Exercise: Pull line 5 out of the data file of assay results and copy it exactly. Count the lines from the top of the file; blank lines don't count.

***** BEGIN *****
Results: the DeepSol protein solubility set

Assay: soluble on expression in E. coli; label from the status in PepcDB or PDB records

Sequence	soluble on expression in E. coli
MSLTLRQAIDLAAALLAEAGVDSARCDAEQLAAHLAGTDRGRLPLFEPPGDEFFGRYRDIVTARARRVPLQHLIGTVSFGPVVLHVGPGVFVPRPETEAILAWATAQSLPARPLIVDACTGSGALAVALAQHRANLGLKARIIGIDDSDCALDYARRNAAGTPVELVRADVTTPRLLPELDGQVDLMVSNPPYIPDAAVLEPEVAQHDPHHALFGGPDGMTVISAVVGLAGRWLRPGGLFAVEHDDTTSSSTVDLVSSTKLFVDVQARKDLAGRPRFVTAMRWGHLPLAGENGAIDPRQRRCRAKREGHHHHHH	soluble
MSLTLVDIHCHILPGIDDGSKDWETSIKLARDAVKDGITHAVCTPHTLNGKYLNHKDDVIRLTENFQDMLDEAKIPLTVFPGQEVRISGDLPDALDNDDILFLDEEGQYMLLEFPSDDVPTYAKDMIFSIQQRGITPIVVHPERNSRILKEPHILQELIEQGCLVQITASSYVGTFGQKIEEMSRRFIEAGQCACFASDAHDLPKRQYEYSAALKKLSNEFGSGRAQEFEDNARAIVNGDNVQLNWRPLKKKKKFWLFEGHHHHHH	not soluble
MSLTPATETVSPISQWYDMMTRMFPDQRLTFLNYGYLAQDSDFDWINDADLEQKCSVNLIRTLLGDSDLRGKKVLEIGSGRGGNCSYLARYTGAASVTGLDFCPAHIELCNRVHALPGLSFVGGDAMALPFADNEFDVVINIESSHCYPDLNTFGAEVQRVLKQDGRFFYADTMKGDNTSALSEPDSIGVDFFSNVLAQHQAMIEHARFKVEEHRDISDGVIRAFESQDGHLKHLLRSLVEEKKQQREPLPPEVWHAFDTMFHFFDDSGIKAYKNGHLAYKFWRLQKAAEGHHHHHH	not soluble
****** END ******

MSLTLVDIHCHILPGIDDGSKDWETSIKLARDAVKDGITHAVCTPHTLNGKYLNHKDDVIRLTENFQDMLDEAKIPLTVFPGQEVRISGDLPDALDNDDILFLDEEGQYMLLEFPSDDVPTYAKDMIFSIQQRGITPIVVHPERNSRILKEPHILQELIEQGCLVQITASSYVGTFGQKIEEMSRRFIEAGQCACFASDAHDLPKRQYEYSAALKKLSNEFGSGRAQEFEDNARAIVNGDNVQLNWRPLKKKKKFWLFEGHHHHHH	not soluble